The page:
The 2012 season saw the Cardinals take advantage of a new five-team postseason field, as they dispatched the Atlanta Braves 6–3 in the inaugural NL Wild Card Game. Next, they defeated the Washington Nationals in the NLDS in five games. In the final game the Cardinals again demonstrated their nail-biting comeback persona. Down 6–0, they gradually fought back, sealing the game when Pete Kozma drove two runs in the ninth inning. However, the San Francisco Giants defeated St. Louis in the NLCS, where the Giants' pitching held the Cardinals' bats to one run in the final three games. A new era has arrived in Cardinal nation and Mike Matheny appears to be the skipper for their future.

"I've been thinking about baseball almost as long as I've been thinking." - Cardinals Manager Whitey Herzog in White Rat (1987
St. Louis Cardinals History

St. Louis Cardinals Official Logo

St. Louis Cardinals Franchise

St. Louis Cardinals 100 Win Seasons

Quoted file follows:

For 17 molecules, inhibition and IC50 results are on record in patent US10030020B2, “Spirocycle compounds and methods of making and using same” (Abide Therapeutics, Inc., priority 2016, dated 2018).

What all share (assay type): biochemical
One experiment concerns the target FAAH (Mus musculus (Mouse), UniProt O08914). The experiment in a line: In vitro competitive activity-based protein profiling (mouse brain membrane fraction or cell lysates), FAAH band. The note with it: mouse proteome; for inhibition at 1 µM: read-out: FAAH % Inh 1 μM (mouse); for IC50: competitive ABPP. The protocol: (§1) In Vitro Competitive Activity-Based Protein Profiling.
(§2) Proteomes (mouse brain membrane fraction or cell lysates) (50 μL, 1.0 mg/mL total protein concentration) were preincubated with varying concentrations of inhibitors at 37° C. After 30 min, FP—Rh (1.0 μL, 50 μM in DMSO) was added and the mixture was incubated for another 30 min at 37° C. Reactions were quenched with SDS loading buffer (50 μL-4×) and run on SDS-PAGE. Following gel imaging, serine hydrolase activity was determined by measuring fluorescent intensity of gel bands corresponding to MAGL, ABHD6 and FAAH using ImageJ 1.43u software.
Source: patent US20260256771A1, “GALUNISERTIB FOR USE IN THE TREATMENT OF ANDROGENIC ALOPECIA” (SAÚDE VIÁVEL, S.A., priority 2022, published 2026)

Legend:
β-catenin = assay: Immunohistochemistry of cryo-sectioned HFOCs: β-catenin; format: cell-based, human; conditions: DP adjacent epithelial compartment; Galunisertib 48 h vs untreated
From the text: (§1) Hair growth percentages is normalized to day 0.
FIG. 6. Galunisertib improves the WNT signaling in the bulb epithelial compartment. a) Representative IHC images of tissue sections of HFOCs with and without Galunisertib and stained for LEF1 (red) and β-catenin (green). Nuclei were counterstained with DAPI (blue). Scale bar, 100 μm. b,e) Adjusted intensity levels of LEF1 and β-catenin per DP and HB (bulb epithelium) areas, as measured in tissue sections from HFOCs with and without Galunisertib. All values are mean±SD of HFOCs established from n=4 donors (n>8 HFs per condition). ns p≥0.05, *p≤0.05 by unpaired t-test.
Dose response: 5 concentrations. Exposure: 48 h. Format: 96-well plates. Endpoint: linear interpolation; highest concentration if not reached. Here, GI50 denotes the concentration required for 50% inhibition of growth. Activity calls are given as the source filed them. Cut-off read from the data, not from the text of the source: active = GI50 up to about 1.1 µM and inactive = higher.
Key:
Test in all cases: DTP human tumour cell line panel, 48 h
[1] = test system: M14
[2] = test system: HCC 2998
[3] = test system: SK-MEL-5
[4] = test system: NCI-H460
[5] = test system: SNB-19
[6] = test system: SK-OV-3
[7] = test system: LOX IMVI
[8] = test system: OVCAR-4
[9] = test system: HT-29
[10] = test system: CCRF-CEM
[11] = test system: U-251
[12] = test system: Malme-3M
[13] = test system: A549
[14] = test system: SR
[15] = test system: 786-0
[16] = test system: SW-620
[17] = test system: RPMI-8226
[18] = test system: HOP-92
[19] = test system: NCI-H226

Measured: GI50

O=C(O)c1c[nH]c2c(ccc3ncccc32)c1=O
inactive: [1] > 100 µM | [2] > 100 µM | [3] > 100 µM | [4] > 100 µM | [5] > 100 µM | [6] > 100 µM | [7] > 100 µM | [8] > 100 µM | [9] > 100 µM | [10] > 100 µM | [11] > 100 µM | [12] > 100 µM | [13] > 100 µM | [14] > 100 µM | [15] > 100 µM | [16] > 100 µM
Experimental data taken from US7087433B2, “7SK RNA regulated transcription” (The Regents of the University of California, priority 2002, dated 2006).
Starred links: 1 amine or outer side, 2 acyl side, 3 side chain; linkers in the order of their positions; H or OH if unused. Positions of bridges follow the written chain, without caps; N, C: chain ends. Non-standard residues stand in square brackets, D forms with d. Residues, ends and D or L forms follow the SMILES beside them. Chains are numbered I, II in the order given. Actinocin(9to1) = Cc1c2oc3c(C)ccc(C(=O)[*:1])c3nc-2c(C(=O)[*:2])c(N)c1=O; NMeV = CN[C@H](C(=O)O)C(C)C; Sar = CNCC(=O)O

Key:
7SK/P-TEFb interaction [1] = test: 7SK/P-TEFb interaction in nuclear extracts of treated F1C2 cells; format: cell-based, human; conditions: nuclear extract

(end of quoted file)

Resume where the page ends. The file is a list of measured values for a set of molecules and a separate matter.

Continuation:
Year Record Manager
1931 101-53 Gabby Street
1942 106-48 Billy Southworth
1943 105-49 Billy Southworth
1944 105-49 Billy Southworth
1967 101-60 Red Schoendienst
1985 101-61 Whitey Herzog
2004 105-57 Tony La Russa
2005 100-62 Tony La Russa
St. Louis Cardinals 100 Loss Seasons
Year Record Manager
1898 39-111 Tim Hurst
1907 52-101 John McCloskey
1908 49-105 John McCloskey
St. Louis Cardinals Cy Young Winners
Year Name Position
1968 Bob Gibson RHP
1970 Bob Gibson RHP
2005 Chris Carpenter RHP
St. Louis Cardinals Retired Numbers
# Name Position

1

Ozzie Smith

SS

2

Red Schoendienst

2B

6

Stan Musial

OF

9

Enos Slaughter

OF

10 Tony La Russa M

14

Ken Boyer

3B

17

Dizzy Dean

P

20

Lou Brock

OF

24 Whitey Herzog M

42

Jackie Robinson

2B

42 Bruce Sutter P

45

Bob Gibson

P

85

August A. Busch

President

St. Louis Cardinals Wild Cards
Year Record Manager
2001 93-69 Tony La Russa
2011 90-72 Tony La Russa
2012 88-74 Mike Matheny
St. Louis Cardinals East Division Titles